Computer Technologies And Women With Disabilities: Is There A Common Ground?
Catherine S. Fichten, Maria Barile, Evelyn Reid
Dawson College, SMBD Jewish General Hospital, McGill University, Concordia University
Computer and information technologies have the potential both to enhance the lives of students with disabilities as well as to deny equality of access to higher education. We have seen both in our capacities as professor, disability activist, and student, respectively. But what is the predominant trend? What influences whether new computer and information technologies are enabling or disabling postsecondary students with disabilities?
Another question that interests us is, "What is the impact of computer technologies on female students with disabilities?" A great deal of attention has been paid to the topic of "computer technologies and women" (nondisabled, of course). The general consensus is that women are less interested in using computers than men. However, some women's organisations are disputing the old myth and preparing instruments to assist women in developing such skills (c.f., Ellen Balka's work on behalf of the Canadian Research Institute for the Advancement of Women, 1997).
In her article "Why are there so few female computer scientists?" Ellen Spertus (1991) described how cultural stereotypes consistently discourage women from entering the computer technology field, thereby causing gender inequity. Subsequently, the stereotypes maintain the view that women are less technologically able than men.
What does this mean for women with disabilities in higher education? Do they conform to the stereotypes imposed on other women? Or are they, as a group, different with respect to the use of technologies?
After scouring the literature, we realised that there were no ready answers to any of these questions. Anecdotes, case studies, "our institution's experience " and other non-systematic bits of information were all that we could locate. Policies in this important, rapidly evolving area should not be based on such flimsy "evidence." So we set out to conduct research to find answers to questions such as those posed above. Although the research was not designed from a woman centered perspective, as scientists who are women we were definitely interested in sex differences.
For the past year we have been working on a program of research which we call the Adaptech Project. Aspects of this research are partnered by the National Educational Association of Disabled Students (NEADS), the Association québécoise des étudiants handicapés au postsecondaire (AQEHPS) and the Service d'aide à l'intégration des élèves (SAIDE). The research is funded by several organizations: the Office of Learning Technologies (OLT), the Social Sciences and Humanities Research Council of Canada (SSHRC), as well as by the Programme d'aide a la recherche sur l'enseignement et l'apprentissage (PAREA).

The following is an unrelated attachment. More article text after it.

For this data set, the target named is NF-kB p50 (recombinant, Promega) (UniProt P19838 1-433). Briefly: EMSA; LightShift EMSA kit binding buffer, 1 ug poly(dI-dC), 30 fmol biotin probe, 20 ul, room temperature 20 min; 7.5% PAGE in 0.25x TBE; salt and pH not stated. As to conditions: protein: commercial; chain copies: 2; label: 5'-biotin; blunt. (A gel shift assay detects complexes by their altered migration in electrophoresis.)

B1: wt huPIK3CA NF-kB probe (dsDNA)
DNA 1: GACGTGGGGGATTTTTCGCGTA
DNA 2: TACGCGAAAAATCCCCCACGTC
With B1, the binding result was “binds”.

THE RESEARCH PROGRAM
After conducting a series of focus groups we recently completed an interview study of postsecondary students with disabilities and service providers/resource persons across Canada. We are currently planning focus groups for various regions of Québec as well as nearing the end of our Canada-wide survey of more than 3000 students. When completed, the survey should provide some definitive answers to the questions posed earlier.
In the meantime, data are available from our Canada-wide interview study of 30 Disabled Student Services Office service providers and 37 college and university students with disabilities. Approximately 60% of both samples are female. About 30% of both male and female students were enrolled in math and/or science related fields. Students had a variety of disabilities including: learning disabilities, visual and hearing impairments, mobility and neuromuscular impairments as well as medical and psychiatric conditions. All used computers on a regular basis with the exception of two female and one male student.
Please note that this is a preliminary investigation, and that the sample was by no means random. Caution should be used in interpreting the results.
WORK STATIONS NEED TO BE ADAPTED TO MEET THE NEEDS OF STUDENTS WHO HAVE SEVERAL IMPAIRMENTS. Our results indicate that about half of the students had two or more impairments. Also, there was a distinct trend to "cross use" technologies. This, too, suggests that work stations need multiple adaptations. For example, software that reads what is on the screen is used not only by students who are blind but also by students who have low vision and, increasingly, by students with learning disabilities. Use of large screen monitors is another instance of this trend to "cross-use" technologies. Voice input software and scanners are two technological solutions that are not only used by students with learning disabilities, but also by students with mobility and neuromuscular impairments. Thus, it is becoming increasingly important to ensure that different types of adaptive equipment can work together.